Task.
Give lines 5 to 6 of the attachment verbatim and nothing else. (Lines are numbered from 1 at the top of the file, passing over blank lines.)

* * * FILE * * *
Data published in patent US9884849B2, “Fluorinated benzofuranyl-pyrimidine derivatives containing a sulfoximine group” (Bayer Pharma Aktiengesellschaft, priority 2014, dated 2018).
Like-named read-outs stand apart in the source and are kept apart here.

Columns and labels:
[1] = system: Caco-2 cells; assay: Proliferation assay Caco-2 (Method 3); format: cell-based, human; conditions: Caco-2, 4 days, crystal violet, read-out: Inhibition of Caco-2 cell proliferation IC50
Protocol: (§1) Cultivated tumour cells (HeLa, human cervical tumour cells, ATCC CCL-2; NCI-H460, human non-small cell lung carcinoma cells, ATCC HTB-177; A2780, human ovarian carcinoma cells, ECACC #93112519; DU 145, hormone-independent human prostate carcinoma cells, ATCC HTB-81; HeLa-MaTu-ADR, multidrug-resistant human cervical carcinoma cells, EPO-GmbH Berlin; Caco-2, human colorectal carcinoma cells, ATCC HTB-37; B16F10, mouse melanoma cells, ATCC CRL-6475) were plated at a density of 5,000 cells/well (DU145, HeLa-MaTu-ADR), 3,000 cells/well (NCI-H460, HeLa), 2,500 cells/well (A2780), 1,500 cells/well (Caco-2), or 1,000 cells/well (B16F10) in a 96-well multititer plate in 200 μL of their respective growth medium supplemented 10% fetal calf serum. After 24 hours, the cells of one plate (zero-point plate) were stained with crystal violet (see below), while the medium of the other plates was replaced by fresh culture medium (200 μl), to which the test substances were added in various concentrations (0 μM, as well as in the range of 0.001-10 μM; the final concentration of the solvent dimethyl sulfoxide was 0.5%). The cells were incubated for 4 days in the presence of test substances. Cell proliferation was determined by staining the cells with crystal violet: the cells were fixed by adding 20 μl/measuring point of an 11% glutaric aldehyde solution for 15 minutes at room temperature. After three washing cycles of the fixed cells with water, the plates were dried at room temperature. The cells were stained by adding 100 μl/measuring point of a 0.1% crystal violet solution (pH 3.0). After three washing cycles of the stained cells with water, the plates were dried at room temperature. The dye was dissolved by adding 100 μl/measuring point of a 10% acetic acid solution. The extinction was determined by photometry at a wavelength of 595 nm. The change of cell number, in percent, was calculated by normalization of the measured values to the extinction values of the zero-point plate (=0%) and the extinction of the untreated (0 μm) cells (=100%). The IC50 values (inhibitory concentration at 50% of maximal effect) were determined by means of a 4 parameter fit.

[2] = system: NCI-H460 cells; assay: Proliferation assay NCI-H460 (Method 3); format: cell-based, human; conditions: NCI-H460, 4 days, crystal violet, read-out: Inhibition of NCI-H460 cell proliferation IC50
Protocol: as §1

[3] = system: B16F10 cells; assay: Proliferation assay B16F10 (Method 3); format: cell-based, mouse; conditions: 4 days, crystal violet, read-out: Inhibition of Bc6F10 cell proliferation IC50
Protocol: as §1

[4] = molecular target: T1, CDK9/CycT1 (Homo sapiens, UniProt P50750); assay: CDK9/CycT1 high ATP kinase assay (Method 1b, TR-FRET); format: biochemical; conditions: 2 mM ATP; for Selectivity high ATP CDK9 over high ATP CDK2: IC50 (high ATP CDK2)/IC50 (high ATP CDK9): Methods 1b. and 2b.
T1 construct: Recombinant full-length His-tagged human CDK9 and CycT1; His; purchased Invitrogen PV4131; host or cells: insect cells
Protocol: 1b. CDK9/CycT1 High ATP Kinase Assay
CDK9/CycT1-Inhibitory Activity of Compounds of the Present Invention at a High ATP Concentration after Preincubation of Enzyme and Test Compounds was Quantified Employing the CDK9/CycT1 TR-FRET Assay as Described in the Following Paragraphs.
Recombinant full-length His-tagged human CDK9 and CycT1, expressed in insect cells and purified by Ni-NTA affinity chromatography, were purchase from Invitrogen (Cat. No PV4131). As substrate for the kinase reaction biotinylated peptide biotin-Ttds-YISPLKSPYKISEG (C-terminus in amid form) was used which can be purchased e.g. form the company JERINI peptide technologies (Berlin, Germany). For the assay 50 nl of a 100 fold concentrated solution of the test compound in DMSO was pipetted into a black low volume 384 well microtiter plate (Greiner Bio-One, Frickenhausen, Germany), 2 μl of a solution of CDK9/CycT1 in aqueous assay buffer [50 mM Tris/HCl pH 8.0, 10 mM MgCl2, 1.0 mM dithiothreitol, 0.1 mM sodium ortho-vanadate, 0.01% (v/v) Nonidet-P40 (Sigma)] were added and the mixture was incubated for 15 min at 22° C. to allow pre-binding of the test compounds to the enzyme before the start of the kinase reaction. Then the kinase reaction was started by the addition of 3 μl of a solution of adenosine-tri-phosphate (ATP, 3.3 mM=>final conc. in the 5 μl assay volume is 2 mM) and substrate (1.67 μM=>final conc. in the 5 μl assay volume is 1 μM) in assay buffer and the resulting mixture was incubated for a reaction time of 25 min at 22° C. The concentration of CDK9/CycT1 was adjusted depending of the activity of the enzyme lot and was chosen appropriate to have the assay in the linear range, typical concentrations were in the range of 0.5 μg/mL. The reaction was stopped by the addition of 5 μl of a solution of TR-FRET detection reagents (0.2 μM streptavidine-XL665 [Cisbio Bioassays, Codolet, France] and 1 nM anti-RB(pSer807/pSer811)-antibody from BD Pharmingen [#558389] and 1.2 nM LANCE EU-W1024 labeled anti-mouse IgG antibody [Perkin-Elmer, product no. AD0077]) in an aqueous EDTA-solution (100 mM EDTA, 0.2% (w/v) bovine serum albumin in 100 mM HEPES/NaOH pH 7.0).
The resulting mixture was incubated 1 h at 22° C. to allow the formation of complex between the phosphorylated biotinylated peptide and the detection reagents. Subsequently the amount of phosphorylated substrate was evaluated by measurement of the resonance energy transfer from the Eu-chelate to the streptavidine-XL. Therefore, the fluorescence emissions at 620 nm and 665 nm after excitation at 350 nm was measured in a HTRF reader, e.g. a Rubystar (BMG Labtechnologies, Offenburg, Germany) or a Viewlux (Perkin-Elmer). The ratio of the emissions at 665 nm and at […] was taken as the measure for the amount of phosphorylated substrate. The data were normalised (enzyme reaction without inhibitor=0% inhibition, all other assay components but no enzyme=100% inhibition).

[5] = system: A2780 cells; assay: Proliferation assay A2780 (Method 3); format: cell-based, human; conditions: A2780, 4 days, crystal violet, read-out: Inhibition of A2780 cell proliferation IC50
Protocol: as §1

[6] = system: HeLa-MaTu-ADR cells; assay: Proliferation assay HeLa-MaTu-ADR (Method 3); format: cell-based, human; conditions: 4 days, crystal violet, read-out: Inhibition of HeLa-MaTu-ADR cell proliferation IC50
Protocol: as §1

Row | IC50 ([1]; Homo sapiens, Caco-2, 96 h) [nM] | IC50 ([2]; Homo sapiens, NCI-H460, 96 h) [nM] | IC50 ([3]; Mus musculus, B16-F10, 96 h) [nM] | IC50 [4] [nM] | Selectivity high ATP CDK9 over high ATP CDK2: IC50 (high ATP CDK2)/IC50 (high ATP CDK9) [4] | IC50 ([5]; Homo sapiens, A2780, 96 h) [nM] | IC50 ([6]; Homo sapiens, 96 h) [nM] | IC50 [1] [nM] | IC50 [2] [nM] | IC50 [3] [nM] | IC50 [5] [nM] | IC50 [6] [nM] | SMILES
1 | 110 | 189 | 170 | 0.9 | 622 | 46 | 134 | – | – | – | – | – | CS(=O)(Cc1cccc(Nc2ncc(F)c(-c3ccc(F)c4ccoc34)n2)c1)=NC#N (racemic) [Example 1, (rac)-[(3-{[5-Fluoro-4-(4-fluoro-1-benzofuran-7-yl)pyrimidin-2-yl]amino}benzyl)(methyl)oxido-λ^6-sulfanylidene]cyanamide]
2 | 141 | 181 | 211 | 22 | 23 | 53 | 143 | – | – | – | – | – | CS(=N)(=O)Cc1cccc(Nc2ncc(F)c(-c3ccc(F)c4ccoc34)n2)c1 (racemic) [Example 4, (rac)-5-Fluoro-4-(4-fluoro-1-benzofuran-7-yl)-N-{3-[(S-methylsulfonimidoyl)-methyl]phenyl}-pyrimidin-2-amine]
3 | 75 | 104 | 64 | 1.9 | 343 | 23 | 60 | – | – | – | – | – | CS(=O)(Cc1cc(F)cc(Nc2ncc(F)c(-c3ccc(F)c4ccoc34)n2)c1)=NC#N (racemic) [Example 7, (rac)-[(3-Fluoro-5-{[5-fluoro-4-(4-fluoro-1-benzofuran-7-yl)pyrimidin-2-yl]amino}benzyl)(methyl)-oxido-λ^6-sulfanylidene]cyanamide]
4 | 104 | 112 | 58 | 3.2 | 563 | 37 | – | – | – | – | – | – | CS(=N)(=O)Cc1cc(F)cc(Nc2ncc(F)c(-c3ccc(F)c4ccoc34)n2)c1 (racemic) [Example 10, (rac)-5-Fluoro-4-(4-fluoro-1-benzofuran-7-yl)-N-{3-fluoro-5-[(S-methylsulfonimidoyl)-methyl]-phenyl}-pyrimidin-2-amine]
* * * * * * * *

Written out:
Protocol: (§1) Cultivated tumour cells (HeLa, human cervical tumour cells, ATCC CCL-2; NCI-H460, human non-small cell lung carcinoma cells, ATCC HTB-177; A2780, human ovarian carcinoma cells, ECACC #93112519; DU 145, hormone-independent human prostate carcinoma cells, ATCC HTB-81; HeLa-MaTu-ADR, multidrug-resistant human cervical carcinoma cells, EPO-GmbH Berlin; Caco-2, human colorectal carcinoma cells, ATCC HTB-37; B16F10, mouse melanoma cells, ATCC CRL-6475) were plated at a density of 5,000 cells/well (DU145, HeLa-MaTu-ADR), 3,000 cells/well (NCI-H460, HeLa), 2,500 cells/well (A2780), 1,500 cells/well (Caco-2), or 1,000 cells/well (B16F10) in a 96-well multititer plate in 200 μL of their respective growth medium supplemented 10% fetal calf serum. After 24 hours, the cells of one plate (zero-point plate) were stained with crystal violet (see below), while the medium of the other plates was replaced by fresh culture medium (200 μl), to which the test substances were added in various concentrations (0 μM, as well as in the range of 0.001-10 μM; the final concentration of the solvent dimethyl sulfoxide was 0.5%). The cells were incubated for 4 days in the presence of test substances. Cell proliferation was determined by staining the cells with crystal violet: the cells were fixed by adding 20 μl/measuring point of an 11% glutaric aldehyde solution for 15 minutes at room temperature. After three washing cycles of the fixed cells with water, the plates were dried at room temperature. The cells were stained by adding 100 μl/measuring point of a 0.1% crystal violet solution (pH 3.0). After three washing cycles of the stained cells with water, the plates were dried at room temperature. The dye was dissolved by adding 100 μl/measuring point of a 10% acetic acid solution. The extinction was determined by photometry at a wavelength of 595 nm. The change of cell number, in percent, was calculated by normalization of the measured values to the extinction values of the zero-point plate (=0%) and the extinction of the untreated (0 μm) cells (=100%). The IC50 values (inhibitory concentration at 50% of maximal effect) were determined by means of a 4 parameter fit.

[2] = system: NCI-H460 cells; assay: Proliferation assay NCI-H460 (Method 3); format: cell-based, human; conditions: NCI-H460, 4 days, crystal violet, read-out: Inhibition of NCI-H460 cell proliferation IC50